Gregg v. Bishop et al
MEMORANDUM OPINION. Signed by Judge Paul W. Grimm on 10/10/2017. (c/m 10/11/2017 tds, Deputy Clerk)
IN THE UNITED STATES DISTRICT COURT
FOR THE DISTRICT OF MARYLAND
CIVIL ACTION NO. PWG-15-3138
FRANK BISHOP, et a!.,
Donte Gregg, an inmate confined at the North Branch Correctional
Cumberland, Maryland, seeks to attack his 2003 convictions for first degree murder and related
offenses. Pet., ECF NO.1. In a limited answer, respondents argue that the petition is time-barred
under the Anti-Terrorism and Effective Death Penalty Act ("AEDPA").
Ltd. Ans., ECF NO.3.
Gregg acknowledges that the petition is untimely but asks the Court to apply equitable tolling
because he has no state court remedies available. Pet.; Reply, ECF NO.5. After reviewing these
papers, I find no need for an evidentiary hearing. See Rule 8(a), Rules Governing Section 2254
Cases in the United States District Courts,' see also 28 U.S.C.
Because the petition
is untimely and equitable tolling is not appropriate, the Petition is DENIED and DISMISSED.
On April 4, 2003, after a jury trial in. the Circuit Court for Baltimore City, Gregg was
convicted of first degree murder, conspiracy to commit murder, use of a handgun during the
commission of a crime of violence, and wearing and carrying a handgun.l
Pet. 1-2; State Ct.
Docket Entries 1-2,4, ECF No. 3-1; Reply 1. He was acquitted of attempted robbery. State Ct.
Docket Entries 1, 4; Reply 1. Gregg was sentenced on May 14, 2003, to two concurrent life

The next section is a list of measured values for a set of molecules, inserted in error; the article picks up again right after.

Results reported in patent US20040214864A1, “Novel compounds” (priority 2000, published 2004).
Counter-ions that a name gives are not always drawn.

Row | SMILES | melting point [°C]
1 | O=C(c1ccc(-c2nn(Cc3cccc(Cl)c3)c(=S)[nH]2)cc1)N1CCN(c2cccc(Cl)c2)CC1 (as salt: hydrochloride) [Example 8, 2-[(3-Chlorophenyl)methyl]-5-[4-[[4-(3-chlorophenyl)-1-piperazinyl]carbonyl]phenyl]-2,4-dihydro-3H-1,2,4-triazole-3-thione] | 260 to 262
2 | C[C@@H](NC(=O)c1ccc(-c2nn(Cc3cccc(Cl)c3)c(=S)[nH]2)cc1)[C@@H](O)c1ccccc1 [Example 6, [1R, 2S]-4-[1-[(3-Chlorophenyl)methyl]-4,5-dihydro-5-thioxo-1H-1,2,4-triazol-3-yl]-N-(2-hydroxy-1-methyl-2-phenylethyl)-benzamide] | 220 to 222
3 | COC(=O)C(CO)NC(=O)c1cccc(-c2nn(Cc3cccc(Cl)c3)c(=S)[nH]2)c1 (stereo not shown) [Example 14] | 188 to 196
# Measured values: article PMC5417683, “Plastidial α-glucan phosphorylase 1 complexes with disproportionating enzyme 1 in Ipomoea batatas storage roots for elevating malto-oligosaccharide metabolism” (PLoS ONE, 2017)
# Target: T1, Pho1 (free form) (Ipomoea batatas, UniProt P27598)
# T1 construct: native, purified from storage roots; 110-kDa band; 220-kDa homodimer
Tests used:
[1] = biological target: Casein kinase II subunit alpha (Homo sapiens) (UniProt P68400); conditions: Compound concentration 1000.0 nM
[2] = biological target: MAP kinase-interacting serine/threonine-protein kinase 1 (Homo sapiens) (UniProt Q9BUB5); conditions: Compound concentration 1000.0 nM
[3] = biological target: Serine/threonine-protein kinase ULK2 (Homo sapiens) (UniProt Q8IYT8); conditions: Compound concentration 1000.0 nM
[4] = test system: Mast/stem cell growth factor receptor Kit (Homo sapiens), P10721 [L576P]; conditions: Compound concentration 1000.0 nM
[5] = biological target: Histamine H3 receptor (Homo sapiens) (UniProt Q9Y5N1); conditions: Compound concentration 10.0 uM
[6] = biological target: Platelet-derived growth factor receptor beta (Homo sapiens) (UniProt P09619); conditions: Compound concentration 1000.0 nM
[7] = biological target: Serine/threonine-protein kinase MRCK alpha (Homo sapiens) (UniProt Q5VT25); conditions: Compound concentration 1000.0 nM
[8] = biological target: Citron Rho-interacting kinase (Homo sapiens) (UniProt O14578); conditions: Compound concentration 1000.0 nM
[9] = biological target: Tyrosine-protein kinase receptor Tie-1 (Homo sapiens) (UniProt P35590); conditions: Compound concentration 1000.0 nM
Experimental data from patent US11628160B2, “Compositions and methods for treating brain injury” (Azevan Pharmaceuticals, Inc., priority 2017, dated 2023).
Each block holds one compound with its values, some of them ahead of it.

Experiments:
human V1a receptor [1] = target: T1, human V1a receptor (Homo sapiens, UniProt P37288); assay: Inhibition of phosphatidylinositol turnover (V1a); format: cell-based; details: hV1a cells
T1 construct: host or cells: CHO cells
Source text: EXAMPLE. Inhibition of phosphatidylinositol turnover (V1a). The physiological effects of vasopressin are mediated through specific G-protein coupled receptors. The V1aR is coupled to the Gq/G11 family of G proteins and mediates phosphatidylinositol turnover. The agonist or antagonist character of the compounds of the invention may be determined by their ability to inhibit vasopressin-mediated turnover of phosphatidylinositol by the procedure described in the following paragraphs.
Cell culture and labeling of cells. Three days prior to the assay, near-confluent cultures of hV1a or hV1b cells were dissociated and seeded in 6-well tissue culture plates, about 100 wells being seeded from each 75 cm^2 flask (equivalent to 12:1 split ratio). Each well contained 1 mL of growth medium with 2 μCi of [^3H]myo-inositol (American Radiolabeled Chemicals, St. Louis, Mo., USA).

For a summary of the facts leading to Gregg's convictions, see Gregg v. Maryland, 976 A.2d
999,1001-02 (Md. 2009).
sentences plus a concurrent term of twenty years imprisonment.
Pet. 1; State Ct. Docket Entries
5. He appealed his convictions to the Court of Special Appeals of Maryland, which on October
25,2004, affirmed the judgments.
Pet. 2-3; Gregg v. Maryland, No. 564, Sept. Term 2003, at 1,
10 (Md. Ct. Spec. App. Oct. 25, 2004) (unreported), ECF No. 3-2. The court's Mandate was
issued on November 24, 2004.
Mandate, ECF No. 3_2.2 Gregg filed a petition for writ of
certiorari to the Court of Appeals of Maryland, which was denied on January 13, 2005. Pet. 3;
Writ of Cert. Denial 3, ECF No. 3-3. He did not seek further review. Pet. 3. Therefore, Gregg's
convictions became final on April 13, 2005. See Harris v. Hutchinson, 209 F.3d 325, 328 & n.l
(4th Cir. 2000) (noting that time for appealing state court conviction concludes when time for
filing petition for writ of certiorari in the Supreme Court, 90 days, expires); Sup. Ct. R.I3.I.
While his direct appeal was pending, Gregg filed a motion for DNA testing in the circuit
court pursuant to Md. Code Ann., Crim. Proc.
The motion was subsequently withdrawn without prejudice.
Pet. 7; State Ct. Docket Entries 6.
State Ct. Docket Entries 7. Gregg
filed a second motion for DNA testing on November 9, 2005, pursuant to the same statute, as
well as a motion for new trial. Pet. 7-8; State Ct. Docket Entries 8. Both motions were denied,
without hearing, on April 17, 2006. Pet. 8; State Ct. Docket Entries 8. Gregg did not receive
timely notice of the denial of the motions, and on May 2, 2006, he filed both a motion for